Massa didn’t do anything wrong, he was conserving fuel and he was struggling on the harder compound. Alonso was on a fast pace at the time and Massa was conserving fuel, he would have pushed when he was ready. It wasn’t a team order, if it was a team order Smedley would have said: “Let Alonso through.” He didn’t say anything like that! He just said: “Fernando is going faster than you, can you confirm?” and Massa just let him through. He didn’t tell him to pass. To be fined is bias, if we get banned or docked points the sport has pretty much lost the plot. Lewis Hamilton on the other hand cheated by passing the safety car, did he get a massive fine? No, they let him off lightly with a drive through 20 minutes after the safety car. The stewards should be ashamed of themselves.

    • Owl said on 26th July 2010, 12:51

      Ahh, well it’s good to see the Ferrari propaganda machine has managed to convince at least one person.

      How Smedley’s slow, deliberate message could be taken to mean anything other than ‘let Alonso past’ is beyond me. It was obvious to me from his tone of voice he was being pressurised from the management to act in Alonso’s favour. In doing so his words and Massa’s subsequent show of discontent by going to half throttle to let Alonso past of truly indicative of team orders.

      Whether or not the FIA decide to punish them, well I can see suspended race bans as a minimum.

    • Matt Hubbert said on 26th July 2010, 13:02

      I cant believe what i am reading!!

  11. Chris Goldsmith said on 26th July 2010, 12:06

    It is sad that things like this happen as they do, but I think we should be encouraged that the FIA has decided to punish Ferrari in the first place. With everyone at Ferrari singing from the same song sheet, saying that it was totally Felipe’s decision, it would have been easy for the stewards to simply let it slide. Even a token fine (which I think is actually the maximum penalty available to them) sends out a message that you can’t simply make team orders and get away with it by effectively exploiting a loophole.

    I don’t agree that either driver should be punished. They drive the cars, they don’t give the orders. Responsibility for orders given by the team should always rest with the team, not with its drivers. Even if Alonso had been screaming from lap 1 very clearly that he wanted Massa to move over for him, it’s still the team which yeilded to his requests, and they should be the ones to accept responsibility for it. Alonso isn’t the team principle, and it’s not his decision to make.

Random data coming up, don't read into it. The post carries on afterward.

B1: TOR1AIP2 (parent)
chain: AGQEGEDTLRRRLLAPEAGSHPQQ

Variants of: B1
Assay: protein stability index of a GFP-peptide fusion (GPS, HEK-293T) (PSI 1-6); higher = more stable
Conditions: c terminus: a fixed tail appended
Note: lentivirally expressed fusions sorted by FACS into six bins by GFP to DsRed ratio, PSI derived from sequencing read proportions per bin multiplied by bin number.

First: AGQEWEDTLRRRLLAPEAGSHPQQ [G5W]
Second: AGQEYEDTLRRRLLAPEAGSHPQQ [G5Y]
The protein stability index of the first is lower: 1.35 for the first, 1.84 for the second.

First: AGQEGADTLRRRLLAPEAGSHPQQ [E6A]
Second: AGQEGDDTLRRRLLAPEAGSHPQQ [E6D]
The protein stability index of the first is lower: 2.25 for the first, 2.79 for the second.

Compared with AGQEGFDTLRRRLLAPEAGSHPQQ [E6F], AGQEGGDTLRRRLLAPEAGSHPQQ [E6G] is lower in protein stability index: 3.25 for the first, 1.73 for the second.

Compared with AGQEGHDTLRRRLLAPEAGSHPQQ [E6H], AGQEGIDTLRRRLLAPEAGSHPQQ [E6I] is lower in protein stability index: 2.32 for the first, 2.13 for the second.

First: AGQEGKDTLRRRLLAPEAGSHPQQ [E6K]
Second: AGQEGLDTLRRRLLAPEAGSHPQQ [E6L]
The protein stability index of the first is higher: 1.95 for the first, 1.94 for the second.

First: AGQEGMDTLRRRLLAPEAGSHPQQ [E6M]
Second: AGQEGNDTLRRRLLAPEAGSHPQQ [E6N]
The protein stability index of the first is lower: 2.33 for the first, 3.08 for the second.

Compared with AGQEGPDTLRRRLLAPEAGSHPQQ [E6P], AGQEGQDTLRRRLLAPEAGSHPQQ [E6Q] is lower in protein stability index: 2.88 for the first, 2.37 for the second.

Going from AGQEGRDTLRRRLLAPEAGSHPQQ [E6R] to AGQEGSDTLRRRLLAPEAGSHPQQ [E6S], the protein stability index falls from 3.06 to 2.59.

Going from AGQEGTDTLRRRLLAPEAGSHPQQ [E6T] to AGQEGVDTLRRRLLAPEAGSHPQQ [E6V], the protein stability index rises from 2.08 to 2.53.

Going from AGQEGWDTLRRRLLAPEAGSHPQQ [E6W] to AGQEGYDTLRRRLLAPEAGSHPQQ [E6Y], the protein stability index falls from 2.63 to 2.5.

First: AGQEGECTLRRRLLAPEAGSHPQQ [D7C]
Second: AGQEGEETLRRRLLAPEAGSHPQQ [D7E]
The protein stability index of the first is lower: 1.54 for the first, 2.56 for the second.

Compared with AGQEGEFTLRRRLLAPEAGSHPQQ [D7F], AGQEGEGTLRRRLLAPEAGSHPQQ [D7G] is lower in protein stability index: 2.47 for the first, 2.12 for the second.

But I think what this also highlights is that the rules aren’t really practical in the way they are worded. There are so many decisions taken by a team over the course of the weekend which influence the outcome of the race. For instance, decisions with regards to fuel strategy, or pitstop timings. Plus, if we were to be realistic for a second, Massa and Alonso are teammates, and as such they should be supporting each other. The fact is that Alonso is fighting for the title, while Massa isn’t. Since they are teammates, why shouldn’t Massa help out Alonso? If it was the last race of the season, and a driver missed out on the championship because his teammate who was out of contention prevented him from gaining the points necessary, you’d say it was ridiculous and that he should have helped out his teammate. Why should that be the case at the end of the championship and not midway through?

    I don’t turn on my TV to watch an artificially influenced race, but I do appreciate the nature of the competition, and this has actually thrown the WDC wide open and made it a five horse race. Which is surely better for the sport than seeing Ferrari’s drivers take points off of one another?

    It’s easy to be annoyed at Alonso, as he can be petulent and can come across as unsporting. The same could be said of any number of ‘great’ drivers through the years who have employed questionable tactics to win championships. Unfortunately a highly competitive nature and a warm, pleasant personality seldom go hand in hand.

  12. tota said on 26th July 2010, 12:12

    What is sad, is Fellipe’s situation. He is not, some driver. He was charging for titles, when Fernando was nowhere, and yesterday race, has just shown, that he is not worse, in any way, than his mate. And the way, Ferrari decided to go, should be clear signal for him, to go away from that team, because he has nothing to do there, any more. This is not the place for driver with such a capacity like him. And other sad thing, Ferrari shown no respect for the sport, for fans and other competitors. Nothing has change. Yuck.

  13. Nick said on 26th July 2010, 13:05

    No need to punish anyone. Let Ferrari keep the points they made, but allocate all other drivers with 7 points – the 7 points which were stolen by Alonso.

  14. Walter W said on 26th July 2010, 15:06

    Both drivers as well as the Ferrari team should be disqualified, i.e. no points for either driver nor any constructor points. Furthermore they should be banned from the next race as well. We have rules and they decided to brake them and they broke them for everyone to notice. An insult on every fans, teams and officials intelligence. They brought the sport into disrepute and that needs to be punished severely! Not one single team is bigger than this sport!!!

  15. BigB said on 26th July 2010, 15:53

    First off…. It was a boring race. Worst after Bahrain. But not because Ferrari won and the Team order. It was just bad.
    But it was clearly heard by the World, that the TO was given and executed. And the Rulebook says that TO’s are forbidden. So DQ Ferrari from the race. Drivers and Team. They knew it was coming. Rules are Rules. Otherwise they could just start putting parts on the cars wherever they want and test as much as they want.

    DQ and done. If it happens again… take all points away from the team.